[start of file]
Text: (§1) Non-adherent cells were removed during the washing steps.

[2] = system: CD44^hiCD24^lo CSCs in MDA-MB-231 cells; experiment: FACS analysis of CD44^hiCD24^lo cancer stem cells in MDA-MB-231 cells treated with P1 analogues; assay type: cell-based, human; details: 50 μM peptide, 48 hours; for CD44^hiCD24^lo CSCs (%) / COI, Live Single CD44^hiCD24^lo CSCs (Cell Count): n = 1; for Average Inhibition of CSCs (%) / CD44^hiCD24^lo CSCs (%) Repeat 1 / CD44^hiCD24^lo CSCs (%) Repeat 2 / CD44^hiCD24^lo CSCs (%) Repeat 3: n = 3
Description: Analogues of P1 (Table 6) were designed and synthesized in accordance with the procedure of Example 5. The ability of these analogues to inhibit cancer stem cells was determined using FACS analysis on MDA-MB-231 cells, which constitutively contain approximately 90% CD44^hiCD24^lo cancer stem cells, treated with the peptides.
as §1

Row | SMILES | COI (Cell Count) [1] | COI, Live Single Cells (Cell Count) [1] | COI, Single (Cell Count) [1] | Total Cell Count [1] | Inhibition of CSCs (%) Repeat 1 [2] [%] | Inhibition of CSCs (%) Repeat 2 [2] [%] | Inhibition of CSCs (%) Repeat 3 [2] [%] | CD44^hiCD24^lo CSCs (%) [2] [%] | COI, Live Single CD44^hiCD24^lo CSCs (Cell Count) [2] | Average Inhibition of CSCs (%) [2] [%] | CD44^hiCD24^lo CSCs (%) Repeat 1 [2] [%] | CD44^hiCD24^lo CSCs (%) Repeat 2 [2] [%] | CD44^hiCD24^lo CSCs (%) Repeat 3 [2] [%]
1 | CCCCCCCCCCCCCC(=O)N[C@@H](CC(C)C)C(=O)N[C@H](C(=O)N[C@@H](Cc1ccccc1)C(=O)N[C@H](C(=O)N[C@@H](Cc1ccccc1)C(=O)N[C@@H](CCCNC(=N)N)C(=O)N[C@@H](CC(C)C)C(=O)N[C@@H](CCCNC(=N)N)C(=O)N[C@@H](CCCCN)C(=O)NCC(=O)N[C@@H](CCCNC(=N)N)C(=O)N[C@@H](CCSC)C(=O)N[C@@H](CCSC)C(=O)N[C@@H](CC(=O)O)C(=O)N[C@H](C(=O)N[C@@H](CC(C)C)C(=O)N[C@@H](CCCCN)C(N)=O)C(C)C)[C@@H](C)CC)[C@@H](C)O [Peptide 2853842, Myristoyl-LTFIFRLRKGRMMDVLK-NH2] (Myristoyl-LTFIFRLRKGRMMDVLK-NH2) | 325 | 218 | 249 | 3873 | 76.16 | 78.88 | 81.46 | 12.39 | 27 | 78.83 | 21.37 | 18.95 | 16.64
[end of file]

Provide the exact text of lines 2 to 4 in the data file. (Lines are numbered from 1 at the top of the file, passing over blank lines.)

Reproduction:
[2] = system: CD44^hiCD24^lo CSCs in MDA-MB-231 cells; experiment: FACS analysis of CD44^hiCD24^lo cancer stem cells in MDA-MB-231 cells treated with P1 analogues; assay type: cell-based, human; details: 50 μM peptide, 48 hours; for CD44^hiCD24^lo CSCs (%) / COI, Live Single CD44^hiCD24^lo CSCs (Cell Count): n = 1; for Average Inhibition of CSCs (%) / CD44^hiCD24^lo CSCs (%) Repeat 1 / CD44^hiCD24^lo CSCs (%) Repeat 2 / CD44^hiCD24^lo CSCs (%) Repeat 3: n = 3
Description: Analogues of P1 (Table 6) were designed and synthesized in accordance with the procedure of Example 5. The ability of these analogues to inhibit cancer stem cells was determined using FACS analysis on MDA-MB-231 cells, which constitutively contain approximately 90% CD44^hiCD24^lo cancer stem cells, treated with the peptides.
as §1